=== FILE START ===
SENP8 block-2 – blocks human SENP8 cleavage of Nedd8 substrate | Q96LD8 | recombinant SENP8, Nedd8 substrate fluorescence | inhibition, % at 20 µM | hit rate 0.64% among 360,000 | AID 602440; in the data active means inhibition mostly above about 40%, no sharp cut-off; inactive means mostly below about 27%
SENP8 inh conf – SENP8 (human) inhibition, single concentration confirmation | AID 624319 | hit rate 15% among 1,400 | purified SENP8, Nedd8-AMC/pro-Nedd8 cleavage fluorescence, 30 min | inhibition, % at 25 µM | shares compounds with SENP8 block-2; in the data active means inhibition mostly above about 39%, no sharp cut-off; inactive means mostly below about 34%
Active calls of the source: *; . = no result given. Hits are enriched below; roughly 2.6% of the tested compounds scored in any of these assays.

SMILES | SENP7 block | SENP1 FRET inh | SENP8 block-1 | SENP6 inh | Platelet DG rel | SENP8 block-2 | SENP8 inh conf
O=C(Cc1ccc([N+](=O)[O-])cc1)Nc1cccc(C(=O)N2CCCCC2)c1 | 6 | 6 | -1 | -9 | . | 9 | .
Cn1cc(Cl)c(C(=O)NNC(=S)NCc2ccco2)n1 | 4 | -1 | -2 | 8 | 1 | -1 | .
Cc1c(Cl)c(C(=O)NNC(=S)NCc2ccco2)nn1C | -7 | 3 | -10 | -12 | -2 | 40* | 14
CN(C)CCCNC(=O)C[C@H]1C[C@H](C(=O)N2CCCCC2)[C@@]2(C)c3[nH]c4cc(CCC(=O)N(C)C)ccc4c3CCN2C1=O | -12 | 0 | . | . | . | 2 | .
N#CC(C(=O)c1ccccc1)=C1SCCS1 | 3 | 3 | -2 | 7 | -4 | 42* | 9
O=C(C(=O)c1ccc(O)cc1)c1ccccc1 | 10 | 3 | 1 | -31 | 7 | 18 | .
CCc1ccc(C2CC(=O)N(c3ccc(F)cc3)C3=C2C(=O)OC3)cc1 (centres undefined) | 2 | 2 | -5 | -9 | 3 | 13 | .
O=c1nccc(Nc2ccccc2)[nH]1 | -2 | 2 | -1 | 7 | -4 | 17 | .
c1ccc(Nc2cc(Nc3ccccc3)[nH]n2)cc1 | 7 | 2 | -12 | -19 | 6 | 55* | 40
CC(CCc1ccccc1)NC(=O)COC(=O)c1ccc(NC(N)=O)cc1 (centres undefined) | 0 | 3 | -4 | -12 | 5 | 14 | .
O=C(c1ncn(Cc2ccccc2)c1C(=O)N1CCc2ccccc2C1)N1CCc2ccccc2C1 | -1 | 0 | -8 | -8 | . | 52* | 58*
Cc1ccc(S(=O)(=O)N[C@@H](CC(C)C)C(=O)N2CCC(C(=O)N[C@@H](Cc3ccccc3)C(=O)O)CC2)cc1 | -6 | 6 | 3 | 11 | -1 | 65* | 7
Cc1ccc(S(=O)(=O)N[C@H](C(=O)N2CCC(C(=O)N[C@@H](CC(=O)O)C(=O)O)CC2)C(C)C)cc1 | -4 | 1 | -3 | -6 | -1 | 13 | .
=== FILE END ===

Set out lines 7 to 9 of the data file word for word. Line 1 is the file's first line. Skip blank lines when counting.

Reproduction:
Cc1c(Cl)c(C(=O)NNC(=S)NCc2ccco2)nn1C | -7 | 3 | -10 | -12 | -2 | 40* | 14
CN(C)CCCNC(=O)C[C@H]1C[C@H](C(=O)N2CCCCC2)[C@@]2(C)c3[nH]c4cc(CCC(=O)N(C)C)ccc4c3CCN2C1=O | -12 | 0 | . | . | . | 2 | .
N#CC(C(=O)c1ccccc1)=C1SCCS1 | 3 | 3 | -2 | 7 | -4 | 42* | 9